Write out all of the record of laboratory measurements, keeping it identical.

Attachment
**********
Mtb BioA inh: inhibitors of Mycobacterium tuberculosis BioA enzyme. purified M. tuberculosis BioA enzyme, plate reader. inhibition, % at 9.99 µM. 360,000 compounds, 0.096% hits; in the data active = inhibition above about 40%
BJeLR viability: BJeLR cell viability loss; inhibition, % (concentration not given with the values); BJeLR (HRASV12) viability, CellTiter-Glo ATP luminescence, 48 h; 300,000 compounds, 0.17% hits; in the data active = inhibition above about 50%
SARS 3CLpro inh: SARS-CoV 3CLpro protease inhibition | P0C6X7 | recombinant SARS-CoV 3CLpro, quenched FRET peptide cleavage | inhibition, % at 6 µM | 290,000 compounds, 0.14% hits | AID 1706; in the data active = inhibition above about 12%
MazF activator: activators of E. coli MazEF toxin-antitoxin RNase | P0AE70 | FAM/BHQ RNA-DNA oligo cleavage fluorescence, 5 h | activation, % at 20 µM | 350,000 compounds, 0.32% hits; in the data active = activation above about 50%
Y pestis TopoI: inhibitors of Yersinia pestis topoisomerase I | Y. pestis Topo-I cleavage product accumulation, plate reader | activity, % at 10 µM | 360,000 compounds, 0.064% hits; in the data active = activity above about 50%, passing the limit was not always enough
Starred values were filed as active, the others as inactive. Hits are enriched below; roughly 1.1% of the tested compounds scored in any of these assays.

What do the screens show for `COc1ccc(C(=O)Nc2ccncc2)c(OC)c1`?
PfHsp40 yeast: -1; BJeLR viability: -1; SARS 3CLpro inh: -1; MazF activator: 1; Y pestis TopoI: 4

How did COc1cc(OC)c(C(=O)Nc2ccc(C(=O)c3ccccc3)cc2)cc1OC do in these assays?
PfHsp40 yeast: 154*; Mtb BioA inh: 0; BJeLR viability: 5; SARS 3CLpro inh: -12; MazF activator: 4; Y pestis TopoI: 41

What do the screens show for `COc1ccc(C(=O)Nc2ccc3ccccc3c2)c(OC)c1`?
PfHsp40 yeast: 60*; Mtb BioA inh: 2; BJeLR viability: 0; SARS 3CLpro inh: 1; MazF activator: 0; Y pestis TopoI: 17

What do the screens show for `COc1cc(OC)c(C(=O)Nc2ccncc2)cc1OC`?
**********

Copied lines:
Mtb BioA inh: inhibitors of Mycobacterium tuberculosis BioA enzyme. purified M. tuberculosis BioA enzyme, plate reader. inhibition, % at 9.99 µM. 360,000 compounds, 0.096% hits; in the data active = inhibition above about 40%
BJeLR viability: BJeLR cell viability loss; inhibition, % (concentration not given with the values); BJeLR (HRASV12) viability, CellTiter-Glo ATP luminescence, 48 h; 300,000 compounds, 0.17% hits; in the data active = inhibition above about 50%
SARS 3CLpro inh: SARS-CoV 3CLpro protease inhibition | P0C6X7 | recombinant SARS-CoV 3CLpro, quenched FRET peptide cleavage | inhibition, % at 6 µM | 290,000 compounds, 0.14% hits | AID 1706; in the data active = inhibition above about 12%
MazF activator: activators of E. coli MazEF toxin-antitoxin RNase | P0AE70 | FAM/BHQ RNA-DNA oligo cleavage fluorescence, 5 h | activation, % at 20 µM | 350,000 compounds, 0.32% hits; in the data active = activation above about 50%
Y pestis TopoI: inhibitors of Yersinia pestis topoisomerase I | Y. pestis Topo-I cleavage product accumulation, plate reader | activity, % at 10 µM | 360,000 compounds, 0.064% hits; in the data active = activity above about 50%, passing the limit was not always enough
Starred values were filed as active, the others as inactive. Hits are enriched below; roughly 1.1% of the tested compounds scored in any of these assays.

What do the screens show for `COc1ccc(C(=O)Nc2ccncc2)c(OC)c1`?
PfHsp40 yeast: -1; BJeLR viability: -1; SARS 3CLpro inh: -1; MazF activator: 1; Y pestis TopoI: 4

How did COc1cc(OC)c(C(=O)Nc2ccc(C(=O)c3ccccc3)cc2)cc1OC do in these assays?
PfHsp40 yeast: 154*; Mtb BioA inh: 0; BJeLR viability: 5; SARS 3CLpro inh: -12; MazF activator: 4; Y pestis TopoI: 41

What do the screens show for `COc1ccc(C(=O)Nc2ccc3ccccc3c2)c(OC)c1`?
PfHsp40 yeast: 60*; Mtb BioA inh: 2; BJeLR viability: 0; SARS 3CLpro inh: 1; MazF activator: 0; Y pestis TopoI: 17

What do the screens show for `COc1cc(OC)c(C(=O)Nc2ccncc2)cc1OC`?